At a glance, the U.S. stock market appears to have muscled through the often-treacherous
month of October.
Yet last month's gains -- 1.5 percent for the Standard & Poor's 500 and 5.8 percent for Nasdaq -- belie a trend of withering leadership, where a handful of technology shares are doing the heavy lifting while the rest of the market stalls or fades.
Equity analysts worry that a rally underpinned by a declining number of stocks tends to be more fickle and prone to messier pull-backs.
Indeed, come Nov. 1, U.S. stocks found themselves on the retreat, with four stocks falling for every one rising. By midday on Thursday, the S&P was down about 1.4 percent.
"It reminds me of the late '98-'99 period," said Joseph Battipaglia, market strategist at Stifel Nicolaus. "We were calling it a bull market because the gainers were big-cap names and they they helped move the indexes, but it was not sustainable."
Most Below Average
One warning sign, Battipaglia noted, is that half of the components in the S&P 500 are trading below their 200-day moving average, a negative technical indicator for those shares.
Another sign of trouble is the steady falloff in the number of stocks rising on a daily basis.
On a 20-day moving average, October began with New York Stock Exchange advancing issues outnumbering decliners on a 6-to-5 basis, but ended the month essentially even. By the same
measure, the Nasdaq started the month with roughly an even number of advancers and decliners each day but ended it with decliners outnumbering advancers by 15 to 14.
Despite the growing ranks of decliners, sharp gains for stocks such as search engine Google and Research in Motion, Apple and Microsoft have kept indexes above water.
Each of these stocks rose more than 20 percent in October and combined they added $154 billion in market cap in the month. By contrast, the entire S&P 500 rose $185 billion in
value during October.
Meanwhile, investors shunned financial stocks, which make up about 20 percent of the S&P 500, after several major names, including Merrill Lynch and Wachovia, reported big write-downs related to the mortgage market crisis. The S&P financials sector fell 2 percent last month, the worst-performing segment of the index.
"Clearly the money is moving out of financials, whose earnings are decelerating, and going into those that have earns that are accelerating," said Paul Mendelsohn, chief investment
strategist at Windham Financial Services in Charlotte, Vermont.
"But money is moving into a very finite part of the the tech area," Mendelsohn added. "If you just go out and buy technology stocks, you're not making money here."
Semiconductors stocks, for example, which comprise a hefty chunk of the tech sector, suffered last month. The Philadelphia Stock Exchange index semiconductor index shed more than 7 percent after a weak outlook from Texas Instruments, a bellwether for the group.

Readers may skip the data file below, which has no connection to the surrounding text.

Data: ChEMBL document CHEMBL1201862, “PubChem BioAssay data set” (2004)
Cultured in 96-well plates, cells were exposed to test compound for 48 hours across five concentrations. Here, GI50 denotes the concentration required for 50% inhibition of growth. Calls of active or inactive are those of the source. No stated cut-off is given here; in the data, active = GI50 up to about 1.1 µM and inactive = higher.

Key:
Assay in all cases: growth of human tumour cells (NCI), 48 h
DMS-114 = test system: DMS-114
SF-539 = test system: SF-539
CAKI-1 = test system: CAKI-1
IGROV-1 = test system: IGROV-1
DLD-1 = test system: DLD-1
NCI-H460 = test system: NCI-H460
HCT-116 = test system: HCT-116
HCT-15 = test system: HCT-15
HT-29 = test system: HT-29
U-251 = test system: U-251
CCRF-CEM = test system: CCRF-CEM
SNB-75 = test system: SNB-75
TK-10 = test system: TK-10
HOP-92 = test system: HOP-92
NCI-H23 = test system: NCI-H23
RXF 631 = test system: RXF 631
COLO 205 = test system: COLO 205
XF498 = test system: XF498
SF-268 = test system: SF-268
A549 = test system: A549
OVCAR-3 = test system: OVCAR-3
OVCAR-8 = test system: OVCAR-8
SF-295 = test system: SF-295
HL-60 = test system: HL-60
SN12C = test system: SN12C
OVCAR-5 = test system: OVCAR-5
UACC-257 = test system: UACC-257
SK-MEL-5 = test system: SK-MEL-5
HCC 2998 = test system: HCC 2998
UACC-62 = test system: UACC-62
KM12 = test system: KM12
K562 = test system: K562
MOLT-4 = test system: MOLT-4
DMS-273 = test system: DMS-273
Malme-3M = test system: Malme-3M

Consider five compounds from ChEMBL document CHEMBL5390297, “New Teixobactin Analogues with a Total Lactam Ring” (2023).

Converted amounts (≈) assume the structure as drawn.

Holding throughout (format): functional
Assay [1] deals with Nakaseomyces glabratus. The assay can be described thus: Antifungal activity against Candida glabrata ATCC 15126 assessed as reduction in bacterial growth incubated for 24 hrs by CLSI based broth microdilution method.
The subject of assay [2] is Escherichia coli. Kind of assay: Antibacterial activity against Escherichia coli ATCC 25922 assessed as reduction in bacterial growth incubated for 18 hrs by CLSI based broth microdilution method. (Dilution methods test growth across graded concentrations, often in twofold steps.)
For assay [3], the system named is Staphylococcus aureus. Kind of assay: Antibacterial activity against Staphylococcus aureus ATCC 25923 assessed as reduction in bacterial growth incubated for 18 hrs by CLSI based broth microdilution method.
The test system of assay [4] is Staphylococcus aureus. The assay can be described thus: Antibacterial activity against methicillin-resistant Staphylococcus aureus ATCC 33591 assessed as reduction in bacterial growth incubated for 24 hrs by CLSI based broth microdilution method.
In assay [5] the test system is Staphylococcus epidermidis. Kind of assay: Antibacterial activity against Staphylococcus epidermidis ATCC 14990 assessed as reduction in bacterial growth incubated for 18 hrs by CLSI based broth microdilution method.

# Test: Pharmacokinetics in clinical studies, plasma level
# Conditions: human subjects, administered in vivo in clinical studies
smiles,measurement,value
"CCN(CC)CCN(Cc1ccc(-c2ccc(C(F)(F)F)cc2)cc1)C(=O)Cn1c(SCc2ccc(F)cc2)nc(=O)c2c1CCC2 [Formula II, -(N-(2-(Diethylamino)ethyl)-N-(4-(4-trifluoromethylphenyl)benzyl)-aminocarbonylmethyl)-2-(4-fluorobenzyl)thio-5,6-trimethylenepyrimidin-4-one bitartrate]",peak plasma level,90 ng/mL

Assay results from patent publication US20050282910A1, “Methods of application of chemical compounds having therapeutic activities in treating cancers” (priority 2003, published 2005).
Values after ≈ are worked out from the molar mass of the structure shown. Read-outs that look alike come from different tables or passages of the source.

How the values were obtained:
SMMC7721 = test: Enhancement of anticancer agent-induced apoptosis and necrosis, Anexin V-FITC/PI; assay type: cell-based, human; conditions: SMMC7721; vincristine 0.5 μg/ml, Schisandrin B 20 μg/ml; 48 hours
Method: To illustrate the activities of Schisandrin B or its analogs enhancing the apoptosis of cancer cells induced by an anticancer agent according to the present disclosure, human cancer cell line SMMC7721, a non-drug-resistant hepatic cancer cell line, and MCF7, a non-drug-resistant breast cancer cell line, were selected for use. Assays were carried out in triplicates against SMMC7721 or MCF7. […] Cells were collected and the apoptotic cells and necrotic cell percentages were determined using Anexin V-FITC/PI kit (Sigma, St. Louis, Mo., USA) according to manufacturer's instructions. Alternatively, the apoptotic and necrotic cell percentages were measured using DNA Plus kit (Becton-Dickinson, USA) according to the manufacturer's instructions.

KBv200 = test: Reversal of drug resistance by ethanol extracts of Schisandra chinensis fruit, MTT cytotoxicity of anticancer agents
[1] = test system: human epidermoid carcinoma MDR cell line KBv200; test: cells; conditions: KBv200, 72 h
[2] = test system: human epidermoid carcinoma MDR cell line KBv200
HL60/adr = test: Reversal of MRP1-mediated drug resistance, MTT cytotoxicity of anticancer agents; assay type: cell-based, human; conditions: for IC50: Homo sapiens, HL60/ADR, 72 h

Big Names Beat Estimates
Google, Microsoft, Apple and Research in Motion all reported earnings that blew away Wall Street estimates and made upbeat comments about the quarter ahead. Still their stocks'
swift gains aren't just a function of earnings, according to traders.
"Guys are not out there buying them to hedge their portfolios, they're trading mechanisms now," said Joseph Saluzzi, co-manager. "It's the momentum trade if you want to get long. They'll throw them out tomorrow if the momentum goes south, but as long as the trade works, they'll keep doing it. They've racked up enough gains that they can take on the risk."
In addition to the fast money traders, more conservative portfolio managers may also be getting swept up in the feeding frenzy surrounding big-cap tech.
"It's really important when you see a significant shift in market breadth to look at the calendar. Oct. 31st is the end of the year for many mutual funds," said Peter Kenny, managing
director at Knight Equity Markets in Jersey City, New Jersey.
Portfolio managers "window-dress" their portfolios for their annual statement by loading up on the latest winners and dumping stocks that have been the subject of bad news.
Since the subprime crisis spread to affect so many companies, this quarter's round of window dressing may have been more pronounced than others.
Once the fourth-quarter gets underway, Kenny said he will look for sectors besides technology to take part in the market's daily gains. Ideally, he said, beleaguered financial stocks would join in the rally.
"Historically speaking, in order for rallies to have any real sustainability, you need participation from that sector because they provide the infrastructure for raising capital."